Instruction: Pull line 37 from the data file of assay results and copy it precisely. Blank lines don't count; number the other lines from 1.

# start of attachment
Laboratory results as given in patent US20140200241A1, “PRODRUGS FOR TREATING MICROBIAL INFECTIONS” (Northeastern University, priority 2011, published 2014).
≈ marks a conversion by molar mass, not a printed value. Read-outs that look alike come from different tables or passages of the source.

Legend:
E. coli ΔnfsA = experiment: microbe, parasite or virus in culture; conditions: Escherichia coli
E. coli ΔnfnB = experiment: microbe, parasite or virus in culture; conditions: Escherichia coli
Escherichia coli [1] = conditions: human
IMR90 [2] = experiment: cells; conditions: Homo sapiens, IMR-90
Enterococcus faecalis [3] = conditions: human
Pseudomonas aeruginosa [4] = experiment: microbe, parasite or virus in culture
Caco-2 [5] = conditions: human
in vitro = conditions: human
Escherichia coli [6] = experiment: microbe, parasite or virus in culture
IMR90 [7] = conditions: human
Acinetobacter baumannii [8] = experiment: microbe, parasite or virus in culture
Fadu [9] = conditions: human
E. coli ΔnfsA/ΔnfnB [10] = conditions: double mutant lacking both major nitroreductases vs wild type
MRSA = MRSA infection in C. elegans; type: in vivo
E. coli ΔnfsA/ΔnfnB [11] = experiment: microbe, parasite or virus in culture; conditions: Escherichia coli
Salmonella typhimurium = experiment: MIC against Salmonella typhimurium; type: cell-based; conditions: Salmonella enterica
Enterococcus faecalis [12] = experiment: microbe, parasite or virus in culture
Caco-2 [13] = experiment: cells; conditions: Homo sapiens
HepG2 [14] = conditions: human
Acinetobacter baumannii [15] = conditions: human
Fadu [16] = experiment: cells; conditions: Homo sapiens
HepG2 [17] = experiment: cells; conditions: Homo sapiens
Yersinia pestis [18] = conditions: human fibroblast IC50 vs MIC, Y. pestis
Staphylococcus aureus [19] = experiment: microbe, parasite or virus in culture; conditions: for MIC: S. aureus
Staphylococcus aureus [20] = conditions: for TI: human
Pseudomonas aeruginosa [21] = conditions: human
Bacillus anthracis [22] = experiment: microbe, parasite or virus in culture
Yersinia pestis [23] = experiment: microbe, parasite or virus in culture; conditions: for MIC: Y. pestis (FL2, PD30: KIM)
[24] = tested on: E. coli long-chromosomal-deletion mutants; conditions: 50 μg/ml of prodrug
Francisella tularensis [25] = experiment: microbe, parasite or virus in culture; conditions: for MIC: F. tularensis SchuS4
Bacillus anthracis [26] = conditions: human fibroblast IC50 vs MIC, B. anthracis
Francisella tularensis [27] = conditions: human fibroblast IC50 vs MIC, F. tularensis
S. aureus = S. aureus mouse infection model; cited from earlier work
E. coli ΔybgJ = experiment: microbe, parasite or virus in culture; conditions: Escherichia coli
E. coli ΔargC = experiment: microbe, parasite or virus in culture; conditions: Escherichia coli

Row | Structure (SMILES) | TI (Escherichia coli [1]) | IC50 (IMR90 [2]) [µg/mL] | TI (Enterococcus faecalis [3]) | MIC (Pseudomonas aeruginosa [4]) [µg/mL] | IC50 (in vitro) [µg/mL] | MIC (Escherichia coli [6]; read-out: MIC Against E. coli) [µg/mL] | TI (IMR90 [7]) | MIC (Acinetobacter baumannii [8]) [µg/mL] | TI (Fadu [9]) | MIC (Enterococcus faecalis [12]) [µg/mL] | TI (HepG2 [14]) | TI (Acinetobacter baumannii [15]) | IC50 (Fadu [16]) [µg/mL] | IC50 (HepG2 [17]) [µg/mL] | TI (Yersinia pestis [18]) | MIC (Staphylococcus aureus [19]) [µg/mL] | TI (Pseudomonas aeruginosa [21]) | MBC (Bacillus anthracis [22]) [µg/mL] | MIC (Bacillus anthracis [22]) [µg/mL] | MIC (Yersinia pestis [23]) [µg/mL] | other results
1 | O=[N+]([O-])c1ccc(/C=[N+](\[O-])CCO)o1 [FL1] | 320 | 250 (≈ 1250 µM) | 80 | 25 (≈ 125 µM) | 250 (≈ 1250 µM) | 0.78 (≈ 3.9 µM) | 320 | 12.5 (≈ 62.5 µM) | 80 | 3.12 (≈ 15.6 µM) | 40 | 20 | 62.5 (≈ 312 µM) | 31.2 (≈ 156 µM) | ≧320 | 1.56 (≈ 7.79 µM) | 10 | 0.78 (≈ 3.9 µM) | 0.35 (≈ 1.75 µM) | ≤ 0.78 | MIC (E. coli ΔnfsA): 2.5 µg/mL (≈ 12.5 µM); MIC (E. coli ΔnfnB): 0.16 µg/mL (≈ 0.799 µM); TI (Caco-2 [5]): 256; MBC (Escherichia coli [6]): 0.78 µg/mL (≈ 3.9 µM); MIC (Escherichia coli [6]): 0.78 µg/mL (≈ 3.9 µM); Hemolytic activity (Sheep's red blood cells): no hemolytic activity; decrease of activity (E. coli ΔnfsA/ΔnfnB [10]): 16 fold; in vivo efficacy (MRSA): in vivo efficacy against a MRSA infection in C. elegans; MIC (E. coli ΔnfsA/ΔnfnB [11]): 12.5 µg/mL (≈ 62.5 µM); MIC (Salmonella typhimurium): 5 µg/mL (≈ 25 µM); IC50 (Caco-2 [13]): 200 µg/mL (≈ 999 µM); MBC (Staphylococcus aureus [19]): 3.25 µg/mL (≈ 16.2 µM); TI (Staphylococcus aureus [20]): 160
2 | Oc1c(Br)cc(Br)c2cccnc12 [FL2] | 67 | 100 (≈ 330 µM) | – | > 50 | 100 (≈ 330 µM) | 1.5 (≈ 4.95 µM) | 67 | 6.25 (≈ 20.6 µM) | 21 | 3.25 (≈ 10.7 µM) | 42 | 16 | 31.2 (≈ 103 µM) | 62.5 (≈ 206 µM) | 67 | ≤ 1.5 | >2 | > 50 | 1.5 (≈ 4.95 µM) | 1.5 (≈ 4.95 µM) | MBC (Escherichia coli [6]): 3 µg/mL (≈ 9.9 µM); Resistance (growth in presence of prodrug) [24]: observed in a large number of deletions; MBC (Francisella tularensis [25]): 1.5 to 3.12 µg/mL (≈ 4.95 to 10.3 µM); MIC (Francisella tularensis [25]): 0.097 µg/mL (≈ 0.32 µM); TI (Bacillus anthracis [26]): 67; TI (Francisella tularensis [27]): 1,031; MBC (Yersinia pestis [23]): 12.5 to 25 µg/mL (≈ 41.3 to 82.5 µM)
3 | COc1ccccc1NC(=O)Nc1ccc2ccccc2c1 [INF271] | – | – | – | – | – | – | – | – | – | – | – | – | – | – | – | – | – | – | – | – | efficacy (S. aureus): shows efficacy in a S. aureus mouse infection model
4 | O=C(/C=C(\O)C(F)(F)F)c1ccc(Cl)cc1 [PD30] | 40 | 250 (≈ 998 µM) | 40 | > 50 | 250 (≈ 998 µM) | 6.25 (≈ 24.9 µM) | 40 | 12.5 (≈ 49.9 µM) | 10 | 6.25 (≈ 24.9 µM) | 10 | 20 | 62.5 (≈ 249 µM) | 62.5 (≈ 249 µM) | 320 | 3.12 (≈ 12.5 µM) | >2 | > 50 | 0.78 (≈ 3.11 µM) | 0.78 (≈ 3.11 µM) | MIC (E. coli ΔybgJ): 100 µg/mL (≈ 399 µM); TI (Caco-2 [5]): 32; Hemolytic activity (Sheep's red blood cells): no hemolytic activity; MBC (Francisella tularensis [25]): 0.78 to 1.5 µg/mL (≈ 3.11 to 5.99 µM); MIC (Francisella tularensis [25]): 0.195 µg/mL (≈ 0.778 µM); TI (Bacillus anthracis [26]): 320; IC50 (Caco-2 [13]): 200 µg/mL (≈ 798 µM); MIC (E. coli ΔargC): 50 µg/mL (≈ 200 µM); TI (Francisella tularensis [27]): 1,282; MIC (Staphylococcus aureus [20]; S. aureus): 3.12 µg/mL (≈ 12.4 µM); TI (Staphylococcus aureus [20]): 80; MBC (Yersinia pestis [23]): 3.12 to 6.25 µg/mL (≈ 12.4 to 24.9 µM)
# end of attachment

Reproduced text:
E. coli ΔybgJ = experiment: microbe, parasite or virus in culture; conditions: Escherichia coli